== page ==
Ancient Monuments

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Prehistoric rock art at Place Fell Cottage, 370m north east of Goldrill Bridge

A Scheduled Monument in Patterdale, Cumbria

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Latitude: 54.5369 / 54°32'12"N

Longitude: -2.9286 / 2°55'42"W

OS Eastings: 340011.92867

OS Northings: 516133.381071

OS Grid: NY400161

Mapcode National: GBR 7HZZ.RF

Mapcode Global: WH81T.Z7L8

Entry Name: Prehistoric rock art at Place Fell Cottage, 370m north east of Goldrill Bridge

Scheduled Date: 24 November 2000

Source: Historic England

Source ID: 1019438

English Heritage Legacy ID: 32875

County: Cumbria

Civil Parish: Patterdale

Traditional County: Westmorland

Lieutenancy Area (Ceremonial County): Cumbria

Church of England Parish: Patterdale St Patrick

Church of England Diocese: Carlisle


The monument includes a prehistoric rock art site located in Patterdale on an
exposure of granite bedrock in the garden of Place Fell Cottage to the south
of the house. The rock carvings are situated on the upper face of the bedrock
which is angled slightly upwards from the horizontal, and consist of a small
number of linear grooves, `cup' marks, ie small circular hollows in the
rock, ovals and rectangular hollows with rounded ends.

The site of the monument is shown on the attached map extract.
It includes a 2 metre boundary around the archaeological features,
considered to be essential for the monument's support and preservation.

Source: Historic England

Reasons for Scheduling

Prehistoric rock art is found on natural rock outcrops in many areas of upland
Britain. It is especially common in the north of England in Northumberland,
Durham and North and West Yorkshire. The most common form of decoration is the
`cup and ring' marking where expanses of small cup-like hollows are pecked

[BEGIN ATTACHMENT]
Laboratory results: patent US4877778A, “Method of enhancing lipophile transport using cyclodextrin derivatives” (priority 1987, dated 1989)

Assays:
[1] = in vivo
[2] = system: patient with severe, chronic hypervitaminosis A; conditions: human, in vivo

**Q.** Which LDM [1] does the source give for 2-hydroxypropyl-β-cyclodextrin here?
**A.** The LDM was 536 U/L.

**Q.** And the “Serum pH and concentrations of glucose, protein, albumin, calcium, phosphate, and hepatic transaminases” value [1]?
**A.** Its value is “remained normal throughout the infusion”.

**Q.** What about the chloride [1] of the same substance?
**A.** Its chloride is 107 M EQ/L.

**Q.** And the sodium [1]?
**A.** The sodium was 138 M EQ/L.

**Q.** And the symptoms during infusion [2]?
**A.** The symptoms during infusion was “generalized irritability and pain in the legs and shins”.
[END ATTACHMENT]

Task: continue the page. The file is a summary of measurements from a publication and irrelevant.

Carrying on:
into the surface of the rock. These cups may be surrounded by one or more
`rings'. Single pecked lines extending from the cup through the `rings' may
also exist, providing the design with a `tail'. Pecked lines or grooves can
also exist in isolation from cup and ring decoration. Other shapes and
patterns also occur, but are less frequent. Carvings may occur singly, in
small groups, or may cover extensive areas of rock surface. They date to the
Late Neolithic and Bronze Age periods (c.2800-500 BC) and provide one of our
most important insights into prehistoric `art'. The exact meaning of the
designs remains unknown, but they may be interpreted as sacred or religious
Frequently they are found close to contemporary burial monuments and the
symbols are also found on portable stones placed directly next to burials or
incorporated in burial mounds. Around 800 examples of prehistoric rock-art
have been recorded in England. This is unlikely to be a realistic reflection
of the number carved in prehistory. Many will have been overgrown or destroyed
in activities such as quarrying. All positively identified prehistoric rock
art sites exhibiting a significant group of designs will normally be
identified as nationally important.

The prehistoric rock art at Place Fell Cottage, 370m north east of Goldrill
Bridge survives well and is a good example of this class of monument. It is
one of four recently discovered prehistoric rock art sites in Patterdale which
together will contribute greatly to further study and understanding of
prehistoric rock art sites in the region.

Source: Historic England


Books and journals
Beckensall, S, New Discoveries, (1999)

Source: Historic England

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